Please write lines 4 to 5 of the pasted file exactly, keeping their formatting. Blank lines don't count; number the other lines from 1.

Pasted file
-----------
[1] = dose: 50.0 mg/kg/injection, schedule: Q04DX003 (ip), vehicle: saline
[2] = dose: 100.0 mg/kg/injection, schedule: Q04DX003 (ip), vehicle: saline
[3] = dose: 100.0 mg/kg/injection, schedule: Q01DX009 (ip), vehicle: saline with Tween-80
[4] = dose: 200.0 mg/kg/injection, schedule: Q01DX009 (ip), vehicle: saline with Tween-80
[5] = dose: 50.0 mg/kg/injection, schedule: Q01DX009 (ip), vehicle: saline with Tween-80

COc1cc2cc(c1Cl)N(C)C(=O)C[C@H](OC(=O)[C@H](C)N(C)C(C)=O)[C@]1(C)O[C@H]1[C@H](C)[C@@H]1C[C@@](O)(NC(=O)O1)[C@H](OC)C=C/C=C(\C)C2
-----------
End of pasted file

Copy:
[4] = dose: 200.0 mg/kg/injection, schedule: Q01DX009 (ip), vehicle: saline with Tween-80
[5] = dose: 50.0 mg/kg/injection, schedule: Q01DX009 (ip), vehicle: saline with Tween-80